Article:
Tips on Great Smoky Mountains park


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Week of March 6-13, 1996
Tips on Great Smoky Mountains park
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Tips on Great Smoky Mountains park
Q: I am planning to visit Great Smoky Mountains National Park in May, but I have no idea about accommodations and activities allowed in the park. Can you help me on that?

Nuna Horta
Lisbon, Portugal

Off the beaten path in the nation’s
busiest national park

A: First off, let me be frank: Great Smoky Mountains National Park is the nation’s busiest park, with more than ten million wilderness-seeking, RV-driving visitors a year. The upside is that while this means there’ll be crowds to dodge–and plenty of them–there are also the facilities to handle them, including ten drive-in campgrounds,
two park lodges, and a whole slew of motels bordering the park.

Most campgrounds open for the season in mid-May but book well in advance, so it’s smart to call ahead to reserve a site ($5-$10 per night, 800-365-2267). If you’re tentless, try the LeConte Lodge, a cluster of seven walk-in cabins and three small lodges on the summit of 6,593-foot Mount LeConte. There’s no electricity or indoor plumbing and access is by a five-mile hiking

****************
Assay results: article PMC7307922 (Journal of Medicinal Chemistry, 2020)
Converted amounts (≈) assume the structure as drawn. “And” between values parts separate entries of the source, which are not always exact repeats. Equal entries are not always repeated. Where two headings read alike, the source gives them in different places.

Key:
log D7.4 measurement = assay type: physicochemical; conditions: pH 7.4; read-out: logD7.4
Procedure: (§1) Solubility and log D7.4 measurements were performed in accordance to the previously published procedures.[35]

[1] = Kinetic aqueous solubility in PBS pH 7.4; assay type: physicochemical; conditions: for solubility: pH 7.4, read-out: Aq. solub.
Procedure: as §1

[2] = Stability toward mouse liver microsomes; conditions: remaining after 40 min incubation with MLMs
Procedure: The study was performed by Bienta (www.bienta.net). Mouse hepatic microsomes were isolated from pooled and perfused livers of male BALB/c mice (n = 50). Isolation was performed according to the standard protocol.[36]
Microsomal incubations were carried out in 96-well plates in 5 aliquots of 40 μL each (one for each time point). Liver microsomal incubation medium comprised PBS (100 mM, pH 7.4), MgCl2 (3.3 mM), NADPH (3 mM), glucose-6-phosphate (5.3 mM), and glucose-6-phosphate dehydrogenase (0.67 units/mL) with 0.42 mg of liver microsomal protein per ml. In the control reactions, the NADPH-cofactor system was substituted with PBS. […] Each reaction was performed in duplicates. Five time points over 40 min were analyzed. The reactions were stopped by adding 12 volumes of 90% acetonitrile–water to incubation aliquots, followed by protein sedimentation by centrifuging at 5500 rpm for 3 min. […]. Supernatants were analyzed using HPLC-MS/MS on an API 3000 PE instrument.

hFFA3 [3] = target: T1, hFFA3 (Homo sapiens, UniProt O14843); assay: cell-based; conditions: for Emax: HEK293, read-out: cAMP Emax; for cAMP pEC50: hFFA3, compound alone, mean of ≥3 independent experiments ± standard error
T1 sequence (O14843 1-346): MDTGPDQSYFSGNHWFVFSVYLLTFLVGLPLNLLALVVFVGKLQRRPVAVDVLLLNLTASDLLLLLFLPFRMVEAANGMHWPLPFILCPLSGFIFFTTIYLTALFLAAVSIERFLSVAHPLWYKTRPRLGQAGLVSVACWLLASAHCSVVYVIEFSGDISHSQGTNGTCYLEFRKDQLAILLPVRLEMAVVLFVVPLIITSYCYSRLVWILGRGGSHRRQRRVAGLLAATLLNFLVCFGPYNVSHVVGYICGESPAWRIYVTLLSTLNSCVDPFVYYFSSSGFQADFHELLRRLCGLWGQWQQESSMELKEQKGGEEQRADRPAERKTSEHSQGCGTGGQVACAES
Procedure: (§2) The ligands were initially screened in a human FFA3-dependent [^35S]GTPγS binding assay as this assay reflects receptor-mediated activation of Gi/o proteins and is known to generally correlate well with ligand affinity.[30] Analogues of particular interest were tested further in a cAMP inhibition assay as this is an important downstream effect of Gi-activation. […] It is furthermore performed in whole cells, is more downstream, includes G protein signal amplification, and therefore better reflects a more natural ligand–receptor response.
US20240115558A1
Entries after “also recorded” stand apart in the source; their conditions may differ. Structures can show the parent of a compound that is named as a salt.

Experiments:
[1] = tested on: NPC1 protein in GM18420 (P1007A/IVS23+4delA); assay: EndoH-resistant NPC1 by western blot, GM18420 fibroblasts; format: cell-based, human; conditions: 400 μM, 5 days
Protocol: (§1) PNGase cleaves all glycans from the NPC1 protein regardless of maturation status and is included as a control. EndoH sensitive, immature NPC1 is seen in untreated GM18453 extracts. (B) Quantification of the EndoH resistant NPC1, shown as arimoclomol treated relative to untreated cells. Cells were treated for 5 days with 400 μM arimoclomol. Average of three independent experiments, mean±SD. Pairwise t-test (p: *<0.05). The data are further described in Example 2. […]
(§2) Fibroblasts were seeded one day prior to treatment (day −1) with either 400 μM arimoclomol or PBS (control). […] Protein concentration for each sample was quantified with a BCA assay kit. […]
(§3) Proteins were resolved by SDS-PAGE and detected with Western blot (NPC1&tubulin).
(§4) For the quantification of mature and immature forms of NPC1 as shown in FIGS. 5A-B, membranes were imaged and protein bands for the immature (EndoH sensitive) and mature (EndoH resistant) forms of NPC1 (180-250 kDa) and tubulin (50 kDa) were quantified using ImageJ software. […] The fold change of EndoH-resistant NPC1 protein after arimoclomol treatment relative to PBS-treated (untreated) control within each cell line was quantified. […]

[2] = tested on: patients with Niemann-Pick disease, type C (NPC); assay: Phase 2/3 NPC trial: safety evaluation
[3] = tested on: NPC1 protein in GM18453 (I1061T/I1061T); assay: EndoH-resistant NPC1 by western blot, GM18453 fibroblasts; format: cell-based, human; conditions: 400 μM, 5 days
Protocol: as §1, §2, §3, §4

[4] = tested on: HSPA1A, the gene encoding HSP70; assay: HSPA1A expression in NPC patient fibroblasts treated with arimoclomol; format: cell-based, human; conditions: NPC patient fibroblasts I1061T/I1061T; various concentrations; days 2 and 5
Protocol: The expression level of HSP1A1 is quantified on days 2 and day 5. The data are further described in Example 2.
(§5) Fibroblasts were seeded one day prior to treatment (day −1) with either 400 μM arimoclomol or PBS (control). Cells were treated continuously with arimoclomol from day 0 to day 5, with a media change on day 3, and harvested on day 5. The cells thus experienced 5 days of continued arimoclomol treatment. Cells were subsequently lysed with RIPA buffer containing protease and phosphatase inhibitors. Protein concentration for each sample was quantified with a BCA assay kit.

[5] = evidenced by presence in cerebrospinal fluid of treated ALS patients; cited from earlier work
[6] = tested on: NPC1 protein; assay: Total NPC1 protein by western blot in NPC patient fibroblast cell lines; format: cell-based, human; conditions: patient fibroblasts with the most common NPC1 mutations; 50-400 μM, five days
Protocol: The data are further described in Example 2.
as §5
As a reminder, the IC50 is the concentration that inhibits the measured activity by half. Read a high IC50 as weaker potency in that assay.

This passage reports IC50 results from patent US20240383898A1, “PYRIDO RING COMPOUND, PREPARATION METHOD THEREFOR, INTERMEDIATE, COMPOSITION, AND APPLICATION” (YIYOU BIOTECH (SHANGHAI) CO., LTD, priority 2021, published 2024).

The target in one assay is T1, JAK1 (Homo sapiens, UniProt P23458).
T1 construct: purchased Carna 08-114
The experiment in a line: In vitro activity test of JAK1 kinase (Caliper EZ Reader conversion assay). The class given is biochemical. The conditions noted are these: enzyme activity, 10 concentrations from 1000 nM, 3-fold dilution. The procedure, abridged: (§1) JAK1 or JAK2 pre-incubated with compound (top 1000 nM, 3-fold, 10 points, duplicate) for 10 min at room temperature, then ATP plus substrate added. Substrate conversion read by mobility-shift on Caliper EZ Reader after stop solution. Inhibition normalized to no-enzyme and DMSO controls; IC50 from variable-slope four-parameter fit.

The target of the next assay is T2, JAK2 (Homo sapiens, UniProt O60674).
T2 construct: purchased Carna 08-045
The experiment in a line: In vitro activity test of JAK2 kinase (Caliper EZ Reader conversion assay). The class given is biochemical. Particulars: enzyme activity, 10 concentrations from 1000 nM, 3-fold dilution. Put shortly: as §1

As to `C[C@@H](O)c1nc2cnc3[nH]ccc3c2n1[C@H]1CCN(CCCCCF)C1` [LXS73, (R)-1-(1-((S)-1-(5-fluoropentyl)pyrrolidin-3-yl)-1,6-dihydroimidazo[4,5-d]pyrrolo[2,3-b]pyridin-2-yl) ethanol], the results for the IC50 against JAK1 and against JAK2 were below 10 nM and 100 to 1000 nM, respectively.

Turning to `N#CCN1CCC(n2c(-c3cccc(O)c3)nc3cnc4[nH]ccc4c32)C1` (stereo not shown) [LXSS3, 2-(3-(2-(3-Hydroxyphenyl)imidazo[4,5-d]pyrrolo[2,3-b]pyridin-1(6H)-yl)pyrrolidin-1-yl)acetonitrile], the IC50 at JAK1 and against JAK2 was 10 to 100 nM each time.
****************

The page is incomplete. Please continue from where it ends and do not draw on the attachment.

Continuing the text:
trail only, which does a lot to deter the masses ($53 per person per night, including two meals; call 423-429-5704).

As for activities, you’ll have your pick of more than 900 miles of hiking trails. If you’re coming from Bryson City, North Carolina, take the often overlooked 4.5-mile Forney Creek Trail to the Bear Creek Campsite and north to the lookout tower at 5,190-foot High Rocks for sweeping views of rhododendron forests and nearby peaks. From there, it’s an eight-mile trek along
trout-filled Hazel Creek to the intersection with the 2,000-plus-mile-long Appalachian Trail, which cuts a 70-mile diagonal through the park en route to Maine some 1,500 miles away. If you go, bring your fishing rod; permits are available at park headquarters.

Other options to consider: canoeing on Fontana Lake (rentals at Fontana Lake Village Resort, about $22 per day; 704-498-2211); mountain biking along unpaved Round Bottom Road; cycling on Balsam Mountain Road; and horseback riding at Smokemont Riding Stables in nearby Smokemont (704-497-2373). Home to more than 200 species of birds, 28 species of salamanders, and 2,230 kinds
of mushrooms, Great Smoky Mountains National Park is a naturalist’s paradise: After an exhausting day of bird-watching, fire up your skillet, consult your mushroom guide, and sautè some of those edible fungi for dinner.

For more information, call the park headquarters at 423-436-1200, and check out the relevant section of “Our National Parks” in our June 1992 issue.

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